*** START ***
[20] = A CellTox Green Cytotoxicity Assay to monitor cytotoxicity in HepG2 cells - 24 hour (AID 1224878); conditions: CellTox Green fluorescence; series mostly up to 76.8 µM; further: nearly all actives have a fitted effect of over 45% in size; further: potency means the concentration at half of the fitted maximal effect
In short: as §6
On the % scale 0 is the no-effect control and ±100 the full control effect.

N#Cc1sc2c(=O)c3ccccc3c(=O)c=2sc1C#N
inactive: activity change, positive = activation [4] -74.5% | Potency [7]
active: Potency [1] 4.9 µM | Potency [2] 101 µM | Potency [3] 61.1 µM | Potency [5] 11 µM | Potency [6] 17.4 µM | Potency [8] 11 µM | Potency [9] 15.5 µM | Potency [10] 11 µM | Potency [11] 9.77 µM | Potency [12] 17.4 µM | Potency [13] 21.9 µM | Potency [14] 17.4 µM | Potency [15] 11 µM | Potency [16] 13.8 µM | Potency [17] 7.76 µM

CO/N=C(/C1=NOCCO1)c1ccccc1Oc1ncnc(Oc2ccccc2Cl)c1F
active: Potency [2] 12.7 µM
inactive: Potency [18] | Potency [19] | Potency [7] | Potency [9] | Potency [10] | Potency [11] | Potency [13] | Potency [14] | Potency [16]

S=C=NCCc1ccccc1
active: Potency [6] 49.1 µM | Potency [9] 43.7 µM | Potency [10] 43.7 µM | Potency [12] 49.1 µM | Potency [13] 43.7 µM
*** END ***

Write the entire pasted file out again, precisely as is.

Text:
[20] = A CellTox Green Cytotoxicity Assay to monitor cytotoxicity in HepG2 cells - 24 hour (AID 1224878); conditions: CellTox Green fluorescence; series mostly up to 76.8 µM; further: nearly all actives have a fitted effect of over 45% in size; further: potency means the concentration at half of the fitted maximal effect
In short: as §6
On the % scale 0 is the no-effect control and ±100 the full control effect.

N#Cc1sc2c(=O)c3ccccc3c(=O)c=2sc1C#N
inactive: activity change, positive = activation [4] -74.5% | Potency [7]
active: Potency [1] 4.9 µM | Potency [2] 101 µM | Potency [3] 61.1 µM | Potency [5] 11 µM | Potency [6] 17.4 µM | Potency [8] 11 µM | Potency [9] 15.5 µM | Potency [10] 11 µM | Potency [11] 9.77 µM | Potency [12] 17.4 µM | Potency [13] 21.9 µM | Potency [14] 17.4 µM | Potency [15] 11 µM | Potency [16] 13.8 µM | Potency [17] 7.76 µM

CO/N=C(/C1=NOCCO1)c1ccccc1Oc1ncnc(Oc2ccccc2Cl)c1F
active: Potency [2] 12.7 µM
inactive: Potency [18] | Potency [19] | Potency [7] | Potency [9] | Potency [10] | Potency [11] | Potency [13] | Potency [14] | Potency [16]

S=C=NCCc1ccccc1
active: Potency [6] 49.1 µM | Potency [9] 43.7 µM | Potency [10] 43.7 µM | Potency [12] 49.1 µM | Potency [13] 43.7 µM